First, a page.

11 April 2018

Real world “E+C–”

An appraisal conducted by Qualitel provides concrete feedback from two test housing operations on the leads than can be followed to optimize energy and carbon performance levels. An interesting enlightenment one year after the E+C– (positive energy, reduced carbon) label was launched.

The E+C– label, a government initiative launched at the end of 2016, anticipates the planned 2020 environmental regulations. It sets out to promote the construction of buildings with high energy performance (positive energy buildings) AND a minimal environmental footprint (low greenhouse gas emissions throughout the whole of the building’s lifecycle). This requirement stems from the nature of buildings as huge energy sinks and a significant source of GHG emissions (over 20%).
 

Tests and calculations

QUALITEL has assessed the impact of this E+C–* label on building design and identified energy solutions that would enable its various levels to be met. Three design offices have trialled the implementation of the label’s requirements in two housing operations. Overall, results common to all three drawing offices show that in the current state of design, levels of E2 C1* can be achieved.

The interest lay in identifying energy solutions that help optimize these levels: gas, electricity, collective heating, wood, etc.  Work was also carried out on the initial building envelope, with improvements in wall and floor insulation, solar protection, and draughtproofing. The combinations used enabled the higher energy and carbon ratings to be achieved and several interesting lessons to be learnt.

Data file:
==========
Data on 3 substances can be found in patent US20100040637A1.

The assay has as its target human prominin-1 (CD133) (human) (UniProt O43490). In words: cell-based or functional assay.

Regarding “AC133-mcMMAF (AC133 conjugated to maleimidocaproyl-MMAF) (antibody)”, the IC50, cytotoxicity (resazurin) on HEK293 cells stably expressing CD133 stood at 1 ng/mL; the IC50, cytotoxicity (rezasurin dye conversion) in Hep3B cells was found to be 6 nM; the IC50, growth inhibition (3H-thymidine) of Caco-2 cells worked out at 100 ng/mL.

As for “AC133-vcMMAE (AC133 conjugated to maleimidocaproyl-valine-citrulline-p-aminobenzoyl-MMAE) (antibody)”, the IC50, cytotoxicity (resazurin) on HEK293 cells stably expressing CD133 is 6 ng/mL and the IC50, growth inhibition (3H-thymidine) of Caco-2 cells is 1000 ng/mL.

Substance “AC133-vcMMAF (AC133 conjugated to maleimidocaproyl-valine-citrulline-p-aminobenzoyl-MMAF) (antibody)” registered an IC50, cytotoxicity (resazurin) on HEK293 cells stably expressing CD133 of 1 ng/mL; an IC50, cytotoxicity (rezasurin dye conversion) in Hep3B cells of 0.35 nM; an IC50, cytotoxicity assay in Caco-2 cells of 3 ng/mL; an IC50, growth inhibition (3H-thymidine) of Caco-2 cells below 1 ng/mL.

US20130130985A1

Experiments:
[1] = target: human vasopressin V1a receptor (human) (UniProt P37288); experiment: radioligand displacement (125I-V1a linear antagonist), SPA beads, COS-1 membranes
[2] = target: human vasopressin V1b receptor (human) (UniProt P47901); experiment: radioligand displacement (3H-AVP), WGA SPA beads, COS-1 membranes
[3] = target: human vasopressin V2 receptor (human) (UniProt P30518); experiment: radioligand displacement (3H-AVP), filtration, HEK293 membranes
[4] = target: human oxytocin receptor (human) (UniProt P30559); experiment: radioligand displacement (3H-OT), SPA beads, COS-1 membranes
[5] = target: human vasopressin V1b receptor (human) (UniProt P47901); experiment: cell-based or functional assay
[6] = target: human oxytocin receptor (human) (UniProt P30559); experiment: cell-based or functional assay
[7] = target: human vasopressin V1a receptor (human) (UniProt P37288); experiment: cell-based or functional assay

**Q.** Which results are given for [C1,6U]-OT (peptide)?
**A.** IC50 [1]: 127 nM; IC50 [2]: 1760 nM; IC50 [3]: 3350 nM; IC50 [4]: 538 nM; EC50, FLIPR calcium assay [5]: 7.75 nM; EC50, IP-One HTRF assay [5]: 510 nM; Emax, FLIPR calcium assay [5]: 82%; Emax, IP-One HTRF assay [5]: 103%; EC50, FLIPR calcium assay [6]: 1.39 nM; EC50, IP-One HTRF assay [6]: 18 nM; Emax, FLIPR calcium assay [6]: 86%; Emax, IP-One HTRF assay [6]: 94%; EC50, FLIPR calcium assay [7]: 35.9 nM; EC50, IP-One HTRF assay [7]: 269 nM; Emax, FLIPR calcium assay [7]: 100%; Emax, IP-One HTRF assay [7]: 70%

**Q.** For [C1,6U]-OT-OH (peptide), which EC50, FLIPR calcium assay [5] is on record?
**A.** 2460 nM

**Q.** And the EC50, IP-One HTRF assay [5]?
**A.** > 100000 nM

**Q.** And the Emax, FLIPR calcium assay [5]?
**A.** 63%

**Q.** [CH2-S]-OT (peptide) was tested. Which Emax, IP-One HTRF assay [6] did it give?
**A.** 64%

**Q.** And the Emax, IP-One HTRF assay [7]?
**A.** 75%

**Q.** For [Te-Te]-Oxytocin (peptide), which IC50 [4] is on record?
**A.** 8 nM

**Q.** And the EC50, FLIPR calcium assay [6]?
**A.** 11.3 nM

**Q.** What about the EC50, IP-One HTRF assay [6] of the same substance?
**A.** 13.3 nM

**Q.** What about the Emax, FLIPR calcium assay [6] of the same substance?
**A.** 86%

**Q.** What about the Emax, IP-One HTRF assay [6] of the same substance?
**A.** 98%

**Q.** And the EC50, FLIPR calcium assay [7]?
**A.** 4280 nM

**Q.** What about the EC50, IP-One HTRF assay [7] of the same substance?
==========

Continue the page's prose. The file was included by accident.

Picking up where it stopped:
For the energy indicator :

  • with a gas system, level E3 can be attained by improving the envelope and adding photovoltaic (PV) panels
  • With an electrical system coupled with thermodynamic water heating, level E1 can be attained but only by improving the envelope and adding PV capacity
  • with collective heating (town mains using 72% renewable energy) and wood energy, level E3 can be attained without work on the envelope or adding PV capacity
  • There were no solutions enabling level E4 to be reached

For the carbon indicator

  • The Wood Energy solution is advantageous and enables level C2 to be attained for buildings designed with mixed wood-concrete structures
  • Gas solutions are disadvantageous in the operating phase of the lifecycle as they burn more carbon than electrical solutions
  • Electrical solutions depend on the installation of PV panels, which have a high carbon footprint

Today, the first E+C– buildings are rising from the ground. A year after initiating trials, the E+C– experiment watchdog keeps track of over 80 buildings, accounting for over 500 homes. This will become a database used to cast light on construction methods and energy choices. But, as the Qualitel Association’s chairman Bertrand Delcambre is quick to point out, this label dictates a radical change in the way of going about things, especially on the carbon side:

Exploring  eco-design and project optimization avenues is a must: the choice of architectural forms and construction systems to reduce the quantity of materials used or lengthen their lifespan, the choice of less carbon-rich products and energy sources, more accurate sizing of technical installations, a greater range of recycling/reuse possibilities, or even simply getting more use out of buildings.

The pathways to innovation are open.

* The label “E+C–” defines ratings of 1 to 4 in Energy and 1 or 2 in Carbon, making 8 possible combinations.

Source : Qualité logement, Cohésion territoires, Rt bâtiment

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